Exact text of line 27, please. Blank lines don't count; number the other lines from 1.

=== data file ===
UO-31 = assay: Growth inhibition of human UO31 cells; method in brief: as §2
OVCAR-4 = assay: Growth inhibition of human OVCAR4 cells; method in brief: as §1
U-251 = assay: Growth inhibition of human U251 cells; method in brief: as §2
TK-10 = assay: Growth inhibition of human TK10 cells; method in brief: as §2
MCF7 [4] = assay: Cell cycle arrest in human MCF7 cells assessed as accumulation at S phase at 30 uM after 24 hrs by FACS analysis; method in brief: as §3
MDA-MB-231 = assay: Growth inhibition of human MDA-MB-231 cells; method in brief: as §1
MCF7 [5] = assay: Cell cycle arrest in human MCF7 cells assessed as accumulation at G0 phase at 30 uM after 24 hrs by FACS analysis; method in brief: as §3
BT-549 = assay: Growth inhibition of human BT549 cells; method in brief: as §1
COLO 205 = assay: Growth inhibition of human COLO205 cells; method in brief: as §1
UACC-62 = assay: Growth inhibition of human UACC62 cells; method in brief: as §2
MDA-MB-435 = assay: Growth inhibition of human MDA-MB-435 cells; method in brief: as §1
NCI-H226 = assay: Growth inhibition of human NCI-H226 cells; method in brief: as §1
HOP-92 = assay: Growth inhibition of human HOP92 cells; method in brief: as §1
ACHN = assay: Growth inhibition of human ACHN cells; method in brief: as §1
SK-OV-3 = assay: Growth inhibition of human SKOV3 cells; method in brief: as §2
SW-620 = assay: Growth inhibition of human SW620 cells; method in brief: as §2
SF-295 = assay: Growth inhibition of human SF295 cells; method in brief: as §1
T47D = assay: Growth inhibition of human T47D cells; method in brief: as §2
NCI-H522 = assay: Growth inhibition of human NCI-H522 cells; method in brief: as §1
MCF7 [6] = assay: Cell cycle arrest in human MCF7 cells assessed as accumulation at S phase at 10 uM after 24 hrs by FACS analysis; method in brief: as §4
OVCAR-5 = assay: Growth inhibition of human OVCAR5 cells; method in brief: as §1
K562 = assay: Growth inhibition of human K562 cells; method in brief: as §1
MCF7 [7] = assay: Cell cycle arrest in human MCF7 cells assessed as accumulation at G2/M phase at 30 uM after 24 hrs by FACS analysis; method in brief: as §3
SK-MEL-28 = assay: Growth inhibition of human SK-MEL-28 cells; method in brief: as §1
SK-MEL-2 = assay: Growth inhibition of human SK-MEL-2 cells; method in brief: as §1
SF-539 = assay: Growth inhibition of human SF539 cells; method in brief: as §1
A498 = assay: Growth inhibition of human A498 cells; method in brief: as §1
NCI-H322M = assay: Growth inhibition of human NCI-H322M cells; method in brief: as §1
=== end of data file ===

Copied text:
A498 = assay: Growth inhibition of human A498 cells; method in brief: as §1